It took less than a couple of hours for the stock market to figure out that the projected improvement in the fiscal deficit to 4.6% of gross domestic product (GDP) is unlikely to happen. The Sensex ended the day lower than where it was at the start of the budget speech. The bond markets, too, after an initial rally prompted by the government borrowing figure being lower than expected, gave back some of its gains.
What is in the numbers that is so unsettling? First, consider that growth in total expenditure is projected at 3.4% for 2011-12, compared with 18.7% growth in 2010-11. Since the budget assumes that nominal GDP will increase by 14% in 2011-12, growth in government expenditure is far below the increase in nominal GDP. Given the government’s track record, curbing expenditure to such an extent is extremely unlikely.
How has the government been able to show such a low level of expenditure? The finance minister says that subsidies in 2011-12 will be lower by Rs 20,583 crore than the amount spent on subsidies in the current fiscal. Though oil prices are high, the petroleum subsidy is lower by almost Rs 15,000 crore. Although the government plans to introduce a right to food Bill, it has kept the food subsidy figure flat. Even the fertilizer subsidy is budgeted at a lower level. Apart from subsidies, guess how much this government for the ‘aam aadmi’ is spending under the head “social security and welfare”? Budgeted expenditure is Rs 3,401 crore in 2011-12, while they spent Rs 18,427 crore this fiscal. Either the ‘aam aadmi’ tag is hot air, or the numbers are bound to go up.
What about capital expenditure? The outlay for total capital expenditure in 2011-12 is lower than in 2010-11, but the finance minister says that part of the revenue expenditure is for the creation of capital assets. Taking that into account and after adjusting for capital expenditure on defence, the rate of growth in capital expenditure works out to 23.5%, which is good. Unfortunately, the budget does not give the amount of grants for creation of capital assets in 2009-10, so we do not know what the growth rate has been this fiscal and whether the projected growth rate is achievable. Interestingly, the increase in total capital expenditure, without taking the grants for creation of capital assets into consideration, was a huge 44.6% in 2010-11. By that reckoning, although the 23.5% growth looks impressive, it’s actually quite a deceleration from government capital expenditure in the current fiscal.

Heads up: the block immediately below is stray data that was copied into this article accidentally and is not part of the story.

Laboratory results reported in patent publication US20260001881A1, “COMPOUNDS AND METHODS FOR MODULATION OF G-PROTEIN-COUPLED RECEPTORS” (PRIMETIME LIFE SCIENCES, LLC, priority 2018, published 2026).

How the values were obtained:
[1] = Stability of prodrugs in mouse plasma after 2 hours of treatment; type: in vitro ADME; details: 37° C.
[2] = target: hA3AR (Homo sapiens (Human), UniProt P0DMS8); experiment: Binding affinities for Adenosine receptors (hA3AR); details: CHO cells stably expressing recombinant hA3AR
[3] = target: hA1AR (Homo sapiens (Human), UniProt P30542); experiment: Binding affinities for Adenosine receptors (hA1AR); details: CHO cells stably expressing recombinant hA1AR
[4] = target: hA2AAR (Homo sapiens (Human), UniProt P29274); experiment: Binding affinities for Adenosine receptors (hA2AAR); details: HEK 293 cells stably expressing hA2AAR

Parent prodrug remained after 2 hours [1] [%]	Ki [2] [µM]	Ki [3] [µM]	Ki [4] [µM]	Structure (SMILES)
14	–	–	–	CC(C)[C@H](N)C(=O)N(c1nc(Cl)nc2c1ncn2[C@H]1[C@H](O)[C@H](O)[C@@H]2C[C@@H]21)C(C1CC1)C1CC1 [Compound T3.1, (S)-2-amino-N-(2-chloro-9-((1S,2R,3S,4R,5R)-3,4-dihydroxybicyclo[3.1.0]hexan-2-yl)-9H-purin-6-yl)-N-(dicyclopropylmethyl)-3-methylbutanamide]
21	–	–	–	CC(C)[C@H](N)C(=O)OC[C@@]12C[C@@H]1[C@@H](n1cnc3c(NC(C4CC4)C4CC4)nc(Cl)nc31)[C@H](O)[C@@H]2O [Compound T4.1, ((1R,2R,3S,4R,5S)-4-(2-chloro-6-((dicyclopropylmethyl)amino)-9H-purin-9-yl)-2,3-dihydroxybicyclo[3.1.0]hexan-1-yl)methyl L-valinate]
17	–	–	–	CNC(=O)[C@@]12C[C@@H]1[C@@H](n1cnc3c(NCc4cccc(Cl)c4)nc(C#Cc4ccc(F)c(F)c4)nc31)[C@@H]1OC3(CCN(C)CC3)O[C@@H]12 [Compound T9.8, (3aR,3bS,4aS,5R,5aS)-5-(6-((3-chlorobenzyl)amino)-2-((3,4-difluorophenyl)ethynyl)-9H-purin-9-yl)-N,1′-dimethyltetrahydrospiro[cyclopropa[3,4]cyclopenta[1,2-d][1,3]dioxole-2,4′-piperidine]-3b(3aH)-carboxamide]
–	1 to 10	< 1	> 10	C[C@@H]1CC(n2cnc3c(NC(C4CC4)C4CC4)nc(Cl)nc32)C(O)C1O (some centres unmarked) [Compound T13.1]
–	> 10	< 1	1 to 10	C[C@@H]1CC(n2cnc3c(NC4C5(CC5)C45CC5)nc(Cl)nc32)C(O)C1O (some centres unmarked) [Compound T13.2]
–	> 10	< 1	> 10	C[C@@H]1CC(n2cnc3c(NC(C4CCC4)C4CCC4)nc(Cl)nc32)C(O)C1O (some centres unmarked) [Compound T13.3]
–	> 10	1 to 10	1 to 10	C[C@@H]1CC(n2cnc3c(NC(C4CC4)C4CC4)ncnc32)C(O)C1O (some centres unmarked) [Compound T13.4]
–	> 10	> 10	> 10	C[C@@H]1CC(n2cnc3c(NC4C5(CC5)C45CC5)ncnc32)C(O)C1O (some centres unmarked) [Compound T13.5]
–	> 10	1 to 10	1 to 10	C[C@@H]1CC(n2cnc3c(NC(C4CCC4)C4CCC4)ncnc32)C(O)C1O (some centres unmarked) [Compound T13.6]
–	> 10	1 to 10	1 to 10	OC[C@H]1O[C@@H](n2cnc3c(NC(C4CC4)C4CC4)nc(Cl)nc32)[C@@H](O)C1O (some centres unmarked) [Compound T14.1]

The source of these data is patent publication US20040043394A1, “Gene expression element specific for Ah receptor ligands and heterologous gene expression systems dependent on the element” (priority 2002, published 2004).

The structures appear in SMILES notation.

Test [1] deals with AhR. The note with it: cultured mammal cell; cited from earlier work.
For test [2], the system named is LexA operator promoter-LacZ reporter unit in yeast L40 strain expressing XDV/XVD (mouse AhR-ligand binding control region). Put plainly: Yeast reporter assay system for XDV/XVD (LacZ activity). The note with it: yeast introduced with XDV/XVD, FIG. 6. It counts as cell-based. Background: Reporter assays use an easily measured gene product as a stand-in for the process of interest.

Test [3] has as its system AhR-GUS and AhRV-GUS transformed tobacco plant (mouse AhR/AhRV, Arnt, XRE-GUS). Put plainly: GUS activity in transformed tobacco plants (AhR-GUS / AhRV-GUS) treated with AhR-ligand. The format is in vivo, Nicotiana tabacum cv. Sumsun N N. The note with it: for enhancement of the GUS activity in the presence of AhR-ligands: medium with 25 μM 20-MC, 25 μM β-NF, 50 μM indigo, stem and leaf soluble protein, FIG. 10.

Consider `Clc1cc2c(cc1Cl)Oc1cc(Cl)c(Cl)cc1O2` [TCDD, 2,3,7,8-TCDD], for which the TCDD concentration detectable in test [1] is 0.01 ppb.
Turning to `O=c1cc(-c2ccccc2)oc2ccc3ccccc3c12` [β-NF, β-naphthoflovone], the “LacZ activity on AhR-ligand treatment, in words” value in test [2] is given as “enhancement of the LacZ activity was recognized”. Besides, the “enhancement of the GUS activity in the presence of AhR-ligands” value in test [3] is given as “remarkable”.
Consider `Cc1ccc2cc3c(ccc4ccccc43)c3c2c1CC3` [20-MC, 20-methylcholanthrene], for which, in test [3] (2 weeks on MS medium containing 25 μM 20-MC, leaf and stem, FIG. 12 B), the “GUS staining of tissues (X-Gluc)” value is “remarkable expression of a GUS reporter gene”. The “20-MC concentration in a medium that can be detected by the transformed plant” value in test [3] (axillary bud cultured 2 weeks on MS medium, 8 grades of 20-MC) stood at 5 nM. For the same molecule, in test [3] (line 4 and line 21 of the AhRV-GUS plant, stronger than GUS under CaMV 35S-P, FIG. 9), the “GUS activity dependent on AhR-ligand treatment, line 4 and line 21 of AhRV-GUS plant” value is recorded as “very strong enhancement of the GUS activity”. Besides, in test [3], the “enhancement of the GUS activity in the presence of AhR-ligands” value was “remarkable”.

Consider also that, in spite of such a huge growth in government capital expenditure in the current fiscal, the trend on gross fixed capital formation this year hasn’t been encouraging. According to the third quarter GDP numbers, growth in gross fixed capital formation has been decelerating steadily—it was 25.7% in the first quarter, 17.8% in the second and a mere 6% in the third quarter.
On the receipts front, the projection of growth in tax revenue for 2011-12 is 17.9%, well below this fiscal year’s growth of 23.5%. With a nominal GDP growth of 14%, that should be achievable.
The rally in the markets on Monday was, therefore, a relief rally, relief that the finance minister has, at least, done no harm. As the heroic assumptions behind the budget projections for 2011-12 sink in, even the relief may fade away.
The government says that GDP growth next fiscal is going to be around 9%. This fiscal, growth is expected to be around 8.6%. The Reserve Bank of India (RBI) has been saying, ad nauseam, that demand conditions are so strong that interest rates need to be raised. But if the government says that growth next year will be 9%, doesn’t it mean that the interest rate hikes are not working and that monetary policy needs to get even more restrictive in future? By insisting that growth will be 9%, the government may be making things even more difficult for RBI.